In the 1995 movie Apollo 13, the crew -- Commander Jim Lovell, Lunar Module Pilot Fred Haise, and Command Module Pilot Jack Swigert -- had just been "killed" in a simulator accident a few days before the actual mission launch.
As the crew talked about what went wrong with the Director of Flight Crew Operations Deke Slayton, actor Tom Hanks (who portrayed Jim Lovell) tells Slayton "Well, if I had a dollar for every time they've killed me in this thing, I wouldn't have to work for you, Deke. We have two days, we'll be ready."
Flight and mission simulation was vital to the Apollo program that landed men on the Moon from 1969 through 1972. In fact, if it wasn't for simulation practice, the Apollo 11 landing likely may have been aborted, and history would probably recall the first human to set foot on the Moon as being Commander Pete Conrad of Apollo 12.
Gene Kranz, NASA Flight Director during the Gemini and Apollo programs, wrote about the critical importance of simulation in his book Failure Is Not An Option: Mission Control from Mercury to Apollo 13 and Beyond:
In the late 1960s our simulation technology had progressed to the point where it became virtually impossible to separate the training from the actual missions. The simulations became full dress rehearsals for the missions down to the smallest detail. The simulation tested the crew's and controllers' responses to normal and emergency conditions. It checked out the exact flight plan, mission rules, and procedures that the crew and controllers would use for the flight. The problems thrown at the controllers and crew by the SimSup (simulation supervisor) prepared them for the real crises that might come in any phase of the mission from launch to splashdown. Simulation attempted to make events that could happen in real time -- malfunctions in any one of the many spacecraft systems, trajectory problems, or failure in the ground systems -- as realistic as possible. With hundreds of possible malfunctions any many time-critical mission events, the training opportunities were limited only by the hours and weeks available to train. We simulated every mission phase under a variety of normal and emergency conditions. By the time the training period for a mission ends, the astronauts and the MCC teams must be thoroughly familiar with the pre-mission plan. They must know what should happen and be capable of making a correct decision to continue the planned mission or execute a mission abort under any set of circumstances."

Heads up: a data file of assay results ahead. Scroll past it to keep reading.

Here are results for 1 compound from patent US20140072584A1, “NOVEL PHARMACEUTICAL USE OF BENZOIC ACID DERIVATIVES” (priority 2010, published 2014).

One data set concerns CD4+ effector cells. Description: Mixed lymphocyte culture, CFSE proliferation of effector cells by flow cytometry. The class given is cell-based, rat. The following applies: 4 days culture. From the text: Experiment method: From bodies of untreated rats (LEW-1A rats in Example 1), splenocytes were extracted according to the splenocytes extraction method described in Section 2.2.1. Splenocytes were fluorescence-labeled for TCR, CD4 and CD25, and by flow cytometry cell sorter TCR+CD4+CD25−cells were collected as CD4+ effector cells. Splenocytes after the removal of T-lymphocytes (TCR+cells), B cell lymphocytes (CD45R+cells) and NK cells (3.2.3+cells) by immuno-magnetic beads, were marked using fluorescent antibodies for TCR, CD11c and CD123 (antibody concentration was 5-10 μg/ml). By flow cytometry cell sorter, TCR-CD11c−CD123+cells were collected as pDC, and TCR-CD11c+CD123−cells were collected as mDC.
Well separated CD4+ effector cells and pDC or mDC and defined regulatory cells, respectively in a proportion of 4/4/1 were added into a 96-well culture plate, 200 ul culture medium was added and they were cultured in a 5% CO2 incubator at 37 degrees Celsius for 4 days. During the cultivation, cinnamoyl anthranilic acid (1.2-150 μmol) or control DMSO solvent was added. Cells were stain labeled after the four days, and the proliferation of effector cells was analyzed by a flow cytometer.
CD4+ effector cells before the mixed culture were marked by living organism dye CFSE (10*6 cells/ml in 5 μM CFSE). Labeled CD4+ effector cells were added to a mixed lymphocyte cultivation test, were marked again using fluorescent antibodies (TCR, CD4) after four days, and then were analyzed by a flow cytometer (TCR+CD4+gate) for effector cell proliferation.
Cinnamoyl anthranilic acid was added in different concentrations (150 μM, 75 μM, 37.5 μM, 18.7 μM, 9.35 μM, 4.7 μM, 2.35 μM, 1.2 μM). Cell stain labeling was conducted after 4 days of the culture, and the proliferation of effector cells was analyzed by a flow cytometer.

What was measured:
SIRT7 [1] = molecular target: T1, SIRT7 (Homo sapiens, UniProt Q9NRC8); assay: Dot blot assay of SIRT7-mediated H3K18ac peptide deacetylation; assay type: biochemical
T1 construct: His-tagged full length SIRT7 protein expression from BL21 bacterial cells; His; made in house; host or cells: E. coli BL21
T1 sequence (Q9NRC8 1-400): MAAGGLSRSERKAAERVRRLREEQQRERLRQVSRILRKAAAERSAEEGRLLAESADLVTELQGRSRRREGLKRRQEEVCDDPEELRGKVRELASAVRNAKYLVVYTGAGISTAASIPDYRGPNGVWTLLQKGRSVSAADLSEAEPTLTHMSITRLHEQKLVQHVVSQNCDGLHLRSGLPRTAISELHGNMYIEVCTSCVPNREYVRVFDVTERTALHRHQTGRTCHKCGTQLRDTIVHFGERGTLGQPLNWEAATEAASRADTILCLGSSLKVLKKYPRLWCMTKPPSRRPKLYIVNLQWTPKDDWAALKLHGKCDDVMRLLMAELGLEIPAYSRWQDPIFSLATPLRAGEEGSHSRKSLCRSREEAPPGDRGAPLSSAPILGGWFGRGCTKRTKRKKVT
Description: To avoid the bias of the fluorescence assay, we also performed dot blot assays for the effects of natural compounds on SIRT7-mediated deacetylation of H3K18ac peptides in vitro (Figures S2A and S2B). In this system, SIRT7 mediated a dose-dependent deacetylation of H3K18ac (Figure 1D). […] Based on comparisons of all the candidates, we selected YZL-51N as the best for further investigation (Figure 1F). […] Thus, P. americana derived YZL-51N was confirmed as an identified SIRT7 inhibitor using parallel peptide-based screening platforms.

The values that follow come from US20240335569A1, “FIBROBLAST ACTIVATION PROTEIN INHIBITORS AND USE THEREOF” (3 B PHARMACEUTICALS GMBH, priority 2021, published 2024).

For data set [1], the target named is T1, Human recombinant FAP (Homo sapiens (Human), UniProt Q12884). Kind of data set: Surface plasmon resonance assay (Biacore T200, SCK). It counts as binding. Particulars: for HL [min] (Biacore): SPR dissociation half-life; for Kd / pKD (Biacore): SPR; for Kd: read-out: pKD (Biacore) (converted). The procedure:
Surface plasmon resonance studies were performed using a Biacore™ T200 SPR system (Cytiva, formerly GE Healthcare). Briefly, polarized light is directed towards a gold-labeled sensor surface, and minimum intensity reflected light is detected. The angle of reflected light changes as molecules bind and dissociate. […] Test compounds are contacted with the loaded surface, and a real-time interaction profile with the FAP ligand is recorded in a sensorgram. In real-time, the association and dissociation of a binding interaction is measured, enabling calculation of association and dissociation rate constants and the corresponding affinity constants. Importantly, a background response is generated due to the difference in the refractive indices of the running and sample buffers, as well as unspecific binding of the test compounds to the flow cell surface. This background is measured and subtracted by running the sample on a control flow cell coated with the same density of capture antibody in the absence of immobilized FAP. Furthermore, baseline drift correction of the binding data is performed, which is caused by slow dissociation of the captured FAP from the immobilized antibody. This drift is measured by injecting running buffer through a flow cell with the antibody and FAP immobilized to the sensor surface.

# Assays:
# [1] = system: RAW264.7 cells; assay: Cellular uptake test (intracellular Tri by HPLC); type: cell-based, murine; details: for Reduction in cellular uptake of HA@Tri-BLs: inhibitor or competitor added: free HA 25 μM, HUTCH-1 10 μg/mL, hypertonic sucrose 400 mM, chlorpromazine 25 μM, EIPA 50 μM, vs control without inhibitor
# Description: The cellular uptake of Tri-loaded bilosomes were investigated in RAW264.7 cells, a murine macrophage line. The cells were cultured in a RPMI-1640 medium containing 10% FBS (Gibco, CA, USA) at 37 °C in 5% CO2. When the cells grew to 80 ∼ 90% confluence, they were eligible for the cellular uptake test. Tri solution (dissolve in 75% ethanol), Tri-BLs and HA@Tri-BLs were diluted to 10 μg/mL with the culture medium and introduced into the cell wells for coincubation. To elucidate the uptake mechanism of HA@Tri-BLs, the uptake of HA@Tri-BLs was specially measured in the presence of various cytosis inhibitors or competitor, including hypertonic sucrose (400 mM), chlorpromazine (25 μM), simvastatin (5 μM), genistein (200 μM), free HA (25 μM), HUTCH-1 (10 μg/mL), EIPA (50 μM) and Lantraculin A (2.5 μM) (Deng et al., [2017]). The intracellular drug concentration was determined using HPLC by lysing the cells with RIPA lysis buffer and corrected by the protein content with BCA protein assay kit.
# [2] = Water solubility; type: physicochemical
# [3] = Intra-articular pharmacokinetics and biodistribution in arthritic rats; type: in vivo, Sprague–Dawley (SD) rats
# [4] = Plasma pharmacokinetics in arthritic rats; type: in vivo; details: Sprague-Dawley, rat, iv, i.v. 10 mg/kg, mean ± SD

Even before my days as a student pilot, the value of home computer flight simulators beyond simple entertainment, like Microsoft Flight Simulator, was not lost on me.
To give me an edge on my flight training (and help save me money on the cost of flight training), I used Microsoft Flight Simulator as a tool to learn what the flight instruments could tell me and how to use them.
Later as a student pilot, I used Microsoft Flight Simulator to simulate my cross country missions and fly the exact flight plans I would later file and fly in real life.